E3 Impressions: Bloodstained: Ritual of the Night


Amongst the many games available to play at Microsoft’s E3 both was Castlevania alum Koji Igarashi’s spiritual successor to his “Metroid-vania” titles, Bloodstained: Ritual of the Night. From the moment you set eyes on this game, you can very clearly see the influences of Igarashi’s previous titles. The basic combat, magic collecting system, enemy patterns, and even the music would all be at home in a classic Castlevania title. It was the little touches that helped define this as an Igarashi game, though, as even the text box that appears when you collect a new item looks like it was straight out of Symphony of the Night. Many of the enemies themselves felt like stand ins for classic ‘vania, such as oily black masses coalescing into beings that function much like Castlevania’s ghouls and giant living suits of armor. What was great about the game, however, was how fresh it felt despite all these similarities to older titles.


This freshness comes from the title being built from the ground up and not having to drag around the baggage of an aging franchise. The game looks good, very good in fact. The visuals are very smooth and the design of all the enemies are unique yet fit within the theme of what was presented. Gone are the days of reused sprites that would plague the GBA and DS Castlevania titles. These enemies had to be created as something wholly new, and it shows. The controls are also very fluid. Players control a young woman by the name of Mariam, who must explore various gothic locals while defeating supernatural enemies. You have a standard attack button that changes depending on what weapon is equipped. I was able to find two weapons during my time playing the demo, a sword and a pair of kung-fu boots. A much appreciated touch was the fact that the boots actually appeared on Miriam’s feet once equipped. Mariam also has a backdash, a move player’s familiar with Symphony of the Night will immediately recognize.

The E3 demo took place on a derelict galleon, a suitably spooky and Casltevania-ish location. It was a good snapshot of what the game has to offer, as the player was able to do a bit of exploration (the entire thing took me about 15 minutes) before fighting against the stage’s boss, a giant octopus/woman hybrid. You were also exposed to the games “shard” system along the way. Think of shards as the games version of “soul” or “cards” from Igarashi’s handheld Castlevania titles. For those not familiar with this sort of system, killing certain enemies can result in Mariam obtaining shards. These shards then become equippable spells. The spells are fun to use, largely because the player can use the right thumbstick to aim them in any direction – even while moving!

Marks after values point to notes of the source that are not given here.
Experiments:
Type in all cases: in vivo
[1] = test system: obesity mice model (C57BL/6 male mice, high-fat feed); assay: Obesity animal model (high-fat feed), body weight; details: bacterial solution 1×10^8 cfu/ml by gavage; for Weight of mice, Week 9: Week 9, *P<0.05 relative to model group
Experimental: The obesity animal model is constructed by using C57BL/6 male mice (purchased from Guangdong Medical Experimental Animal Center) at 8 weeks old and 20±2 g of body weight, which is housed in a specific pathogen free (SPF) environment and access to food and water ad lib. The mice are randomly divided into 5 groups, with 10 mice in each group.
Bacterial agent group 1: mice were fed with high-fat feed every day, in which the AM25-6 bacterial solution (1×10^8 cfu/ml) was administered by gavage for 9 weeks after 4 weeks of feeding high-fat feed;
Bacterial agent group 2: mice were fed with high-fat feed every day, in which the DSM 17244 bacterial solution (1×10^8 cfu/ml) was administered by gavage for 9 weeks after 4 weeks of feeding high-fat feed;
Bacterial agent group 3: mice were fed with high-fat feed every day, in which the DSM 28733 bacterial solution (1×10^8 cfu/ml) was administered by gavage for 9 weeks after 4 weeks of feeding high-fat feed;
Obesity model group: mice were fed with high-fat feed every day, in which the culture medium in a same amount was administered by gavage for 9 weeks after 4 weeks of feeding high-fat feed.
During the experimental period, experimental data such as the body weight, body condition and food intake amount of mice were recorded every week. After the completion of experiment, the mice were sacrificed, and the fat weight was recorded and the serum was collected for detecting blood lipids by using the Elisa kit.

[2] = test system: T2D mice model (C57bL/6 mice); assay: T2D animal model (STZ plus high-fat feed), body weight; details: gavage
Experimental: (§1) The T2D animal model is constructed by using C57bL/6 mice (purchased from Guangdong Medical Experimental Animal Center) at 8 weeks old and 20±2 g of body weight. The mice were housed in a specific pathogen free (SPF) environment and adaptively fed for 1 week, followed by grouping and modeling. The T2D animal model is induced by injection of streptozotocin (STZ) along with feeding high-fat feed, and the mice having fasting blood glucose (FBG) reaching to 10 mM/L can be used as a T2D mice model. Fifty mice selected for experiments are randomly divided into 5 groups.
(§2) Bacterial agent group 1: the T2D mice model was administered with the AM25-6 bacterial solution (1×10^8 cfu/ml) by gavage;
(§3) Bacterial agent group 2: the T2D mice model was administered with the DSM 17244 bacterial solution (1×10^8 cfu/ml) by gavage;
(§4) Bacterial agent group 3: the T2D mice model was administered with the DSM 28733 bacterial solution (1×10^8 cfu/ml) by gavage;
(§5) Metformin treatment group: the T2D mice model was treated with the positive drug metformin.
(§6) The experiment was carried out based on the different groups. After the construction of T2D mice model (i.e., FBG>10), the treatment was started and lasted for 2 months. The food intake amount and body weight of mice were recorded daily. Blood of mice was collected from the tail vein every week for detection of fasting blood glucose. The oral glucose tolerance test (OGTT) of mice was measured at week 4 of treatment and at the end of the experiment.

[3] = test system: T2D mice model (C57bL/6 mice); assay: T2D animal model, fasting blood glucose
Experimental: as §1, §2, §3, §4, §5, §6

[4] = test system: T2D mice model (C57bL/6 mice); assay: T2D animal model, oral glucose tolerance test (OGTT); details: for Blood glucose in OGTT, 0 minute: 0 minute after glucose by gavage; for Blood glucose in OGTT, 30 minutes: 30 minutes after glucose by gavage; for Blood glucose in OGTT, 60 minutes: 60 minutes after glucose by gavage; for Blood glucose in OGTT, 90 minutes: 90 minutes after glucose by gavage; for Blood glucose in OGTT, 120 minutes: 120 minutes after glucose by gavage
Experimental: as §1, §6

Judging soley from this demo, this game seems to be a can’t miss proposition for fans of the Metroidvania genre. My only complaints would actually be the lack of difficulty and just how much some enemies remind me of their Castlevania counterparts. While it is true that the overall design feels fresh, I hope to see some truly unique monsters in the final game. The difficulty of the game might be skewed as I am an avid fan of these sorts of game and it was meant to be an accessible demo. Still, I was able to beat the stage boss without being hit, and let me remind you, I had no idea what it’s attack pattern would be like. Overall, I can say that I am very excited for the future of this title, and I would certainly recommend keeping your eyes on it if you have any sort of interest in 2D exploration titles.


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One comment

  1. As a fan of Castlevania games, I’m obligated to give this a run when it comes out. (Also, Konami has killed the official series to me, so…)

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